Software Midi Dispatcher for several coils

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Software Midi Dispatcher for several coils

Postby jeanrenaud » Mon Feb 11, 2019 1:08 am

Hi guys,

I currently have two OneTesla coils, and i got a Midi Controller Keyboard. The issue i had is that software will generally get the input (the Midi controller keyboard) and send all notes to one output. So if we press 4 keys at once, the software will send all four notes so the same coil.

Since OneTesla coils can handle a maximum of two concurrent notes (two slots), this is an issue.

So i needed some software that does the following :

  • Wait for "Note Incoming"
  • When a note is received, send the note to an empty slot on one of the tesla coils. So if the first tesla coil is not playing anything, send the note to this one.
  • If a second note is received (and the first note is still playing on the first coil), send this second note to the first coil (since it can handle two notes).
  • If a third note is received (and the other two notes are still playing), send the third note to the second coil.
  • A fourth concurrent note goes on the second coil.
  • The fifth concurrent note has nowhere to go, so it will overwrite the oldest received note (in the first coil).

So i was unable to get a software that does this, so i built my own software.

My software can handle up to 4 tesla coils, so you are able to play 8 notes at the same time with OneTesla coils. The software can be configured to send a maximum of four notes to the same coil (if somebody made a coil that handles this, my software can do it).

You have to configure an input, and at least one output. There is a visual keyboard that is always functional with mouse clicks (but not really practical).

Little "lights" at the right shows the status of each output slot. If the software is configured to send a maximum of two notes on some output, there will be two colored slots (red = playing a note, green = not playing a note). The grey color means "not usable", since you configured the software to handle only two notes at a time on this output.

There is also a midi file player on the bottom.

The software is configured to block duplicate notes - for example, if the midi file has two tracks, and on both tracks there is a "F# on octave 5" playing at the same time, then that would be a waste of "note slots" because two identical notes just can't be distinguished. So my software will merge these two notes in one, leaving a free slot for other notes.

midi dispatcher.png
Software ScreenShot
(31.74 KiB) Not downloaded yet


You can download the software from my OneDrive.
Software download (MSI package)

Please note that any Midi USB device must be connected BEFORE lauching the application, since the USB devices listing is made only at the startup. This is something i have to work out.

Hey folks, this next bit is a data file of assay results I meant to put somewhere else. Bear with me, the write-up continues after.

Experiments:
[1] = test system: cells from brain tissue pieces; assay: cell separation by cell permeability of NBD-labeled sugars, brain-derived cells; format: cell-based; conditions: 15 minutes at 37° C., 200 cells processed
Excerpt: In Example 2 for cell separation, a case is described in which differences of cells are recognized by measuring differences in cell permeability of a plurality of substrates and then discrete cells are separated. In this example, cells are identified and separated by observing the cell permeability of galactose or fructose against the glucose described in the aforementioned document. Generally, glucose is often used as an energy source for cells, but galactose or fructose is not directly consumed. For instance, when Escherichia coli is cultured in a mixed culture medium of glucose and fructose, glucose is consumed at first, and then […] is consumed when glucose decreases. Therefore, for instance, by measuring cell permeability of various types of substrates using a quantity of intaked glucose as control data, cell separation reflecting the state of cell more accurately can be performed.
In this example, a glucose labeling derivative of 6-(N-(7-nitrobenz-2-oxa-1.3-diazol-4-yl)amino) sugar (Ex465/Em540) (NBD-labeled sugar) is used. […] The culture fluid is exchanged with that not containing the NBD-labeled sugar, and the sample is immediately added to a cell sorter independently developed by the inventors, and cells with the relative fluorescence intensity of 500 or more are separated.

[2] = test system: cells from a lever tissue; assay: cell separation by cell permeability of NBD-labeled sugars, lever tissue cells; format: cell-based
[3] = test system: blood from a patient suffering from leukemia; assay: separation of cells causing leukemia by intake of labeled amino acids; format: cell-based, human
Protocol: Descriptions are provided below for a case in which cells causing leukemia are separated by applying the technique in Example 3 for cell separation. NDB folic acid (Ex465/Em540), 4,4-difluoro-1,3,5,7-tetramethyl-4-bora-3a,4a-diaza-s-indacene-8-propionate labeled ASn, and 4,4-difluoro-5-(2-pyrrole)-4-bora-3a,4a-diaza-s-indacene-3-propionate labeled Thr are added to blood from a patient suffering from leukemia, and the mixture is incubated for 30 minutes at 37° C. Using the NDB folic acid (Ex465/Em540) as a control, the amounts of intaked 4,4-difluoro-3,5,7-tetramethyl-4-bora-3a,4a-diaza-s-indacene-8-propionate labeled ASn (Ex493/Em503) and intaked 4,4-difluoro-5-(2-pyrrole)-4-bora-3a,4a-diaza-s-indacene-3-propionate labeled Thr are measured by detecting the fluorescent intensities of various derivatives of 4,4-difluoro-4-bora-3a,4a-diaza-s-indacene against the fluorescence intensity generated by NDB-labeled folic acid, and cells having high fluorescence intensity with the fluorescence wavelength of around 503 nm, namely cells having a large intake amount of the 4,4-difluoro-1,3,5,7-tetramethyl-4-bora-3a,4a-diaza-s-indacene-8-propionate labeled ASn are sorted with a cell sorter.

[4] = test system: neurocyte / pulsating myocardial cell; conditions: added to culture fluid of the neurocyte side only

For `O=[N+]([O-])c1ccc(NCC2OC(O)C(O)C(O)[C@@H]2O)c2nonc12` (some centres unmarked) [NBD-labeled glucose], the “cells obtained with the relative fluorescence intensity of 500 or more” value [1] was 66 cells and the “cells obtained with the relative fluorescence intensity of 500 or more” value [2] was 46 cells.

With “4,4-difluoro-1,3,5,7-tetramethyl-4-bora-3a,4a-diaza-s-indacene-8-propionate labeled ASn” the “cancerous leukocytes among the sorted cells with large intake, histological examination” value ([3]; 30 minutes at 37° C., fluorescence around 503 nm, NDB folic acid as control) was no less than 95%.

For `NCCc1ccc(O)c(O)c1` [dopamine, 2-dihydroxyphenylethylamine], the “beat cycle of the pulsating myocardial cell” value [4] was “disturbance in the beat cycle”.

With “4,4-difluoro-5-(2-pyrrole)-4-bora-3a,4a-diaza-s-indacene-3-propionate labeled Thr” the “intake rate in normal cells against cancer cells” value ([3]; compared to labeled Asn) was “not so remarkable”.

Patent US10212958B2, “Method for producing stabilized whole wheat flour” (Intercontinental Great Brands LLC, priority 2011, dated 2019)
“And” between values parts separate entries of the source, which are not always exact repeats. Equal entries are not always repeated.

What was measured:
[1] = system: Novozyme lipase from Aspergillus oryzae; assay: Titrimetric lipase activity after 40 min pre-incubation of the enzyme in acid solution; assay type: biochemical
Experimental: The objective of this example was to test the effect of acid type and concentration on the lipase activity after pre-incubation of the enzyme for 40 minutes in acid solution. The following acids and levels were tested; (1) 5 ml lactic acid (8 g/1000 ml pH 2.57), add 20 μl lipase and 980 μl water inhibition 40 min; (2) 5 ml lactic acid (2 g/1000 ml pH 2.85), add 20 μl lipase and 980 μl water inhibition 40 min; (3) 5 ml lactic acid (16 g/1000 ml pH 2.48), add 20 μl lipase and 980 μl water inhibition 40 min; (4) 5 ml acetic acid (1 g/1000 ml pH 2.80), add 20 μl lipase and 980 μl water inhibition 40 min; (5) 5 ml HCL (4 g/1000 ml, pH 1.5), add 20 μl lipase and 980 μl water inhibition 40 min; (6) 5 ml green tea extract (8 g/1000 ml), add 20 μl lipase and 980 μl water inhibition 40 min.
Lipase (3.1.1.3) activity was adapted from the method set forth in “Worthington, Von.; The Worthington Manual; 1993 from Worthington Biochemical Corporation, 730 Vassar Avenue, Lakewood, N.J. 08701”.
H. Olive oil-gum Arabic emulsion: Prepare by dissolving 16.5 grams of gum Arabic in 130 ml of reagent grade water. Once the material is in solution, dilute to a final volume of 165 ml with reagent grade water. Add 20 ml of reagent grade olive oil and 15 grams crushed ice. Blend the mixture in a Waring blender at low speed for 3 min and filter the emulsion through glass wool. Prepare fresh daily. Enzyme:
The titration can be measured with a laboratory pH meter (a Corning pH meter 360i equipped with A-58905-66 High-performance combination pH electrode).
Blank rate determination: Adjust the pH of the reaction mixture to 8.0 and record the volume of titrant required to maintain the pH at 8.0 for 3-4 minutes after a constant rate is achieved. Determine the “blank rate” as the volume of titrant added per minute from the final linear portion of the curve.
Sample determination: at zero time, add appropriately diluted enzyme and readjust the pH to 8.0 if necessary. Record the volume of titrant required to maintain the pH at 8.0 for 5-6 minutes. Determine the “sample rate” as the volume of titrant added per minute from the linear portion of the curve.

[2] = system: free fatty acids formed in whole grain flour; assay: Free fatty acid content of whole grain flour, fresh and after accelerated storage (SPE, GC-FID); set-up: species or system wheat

Please do not disconnect MIDI usb devices when the software is running, there could be some unhandled errors raised by the software. This is also something i have to work out.
jeanrenaud
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Re: Software Midi Dispatcher for several coils

Postby jeanrenaud » Mon Feb 11, 2019 1:12 am

.NET Framework 4.6.1 is needed for this software. The MSI package will probably trigger the download of the .NET framework, unless you already have the framework installed.
jeanrenaud
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Re: Software Midi Dispatcher for several coils

Postby Bayley » Mon Feb 11, 2019 5:32 pm

Ooh, this is pretty cool, thanks for sharing!
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Bayley
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Re: Software Midi Dispatcher for several coils

Postby jeanrenaud » Mon Feb 11, 2019 6:36 pm

If you have some Midi files that are "not optimized for Tesla coils", i found that a minimum of changes can be done to render them quite acceptable for Tesla Coils AND my software, especially if you got two tesla coils.

I use "Sekaiju" Midi Sequencer Software to edit the midi files. Generally, just suppressing percussion track makes it acceptable for two tesla coils (and after that, play the midi file on my software).

In the past, i was using "Sekaiju" to extensively edit the midi files - i was suppressing a lot of notes manually (there is a lot of overlapping notes sometimes), up to the point that there was no more than four notes at the same time. Then, I was splitting the notes in two tracks (two notes per track) and then configuring Sekaiju to play each track on a separate coil. This was taking a lot of time, at least half an hour, and sometimes more that one hour.

With my software, i suppress the percussion track (5 seconds) and generally, it's enough, the file is more than acceptable in my software.
jeanrenaud
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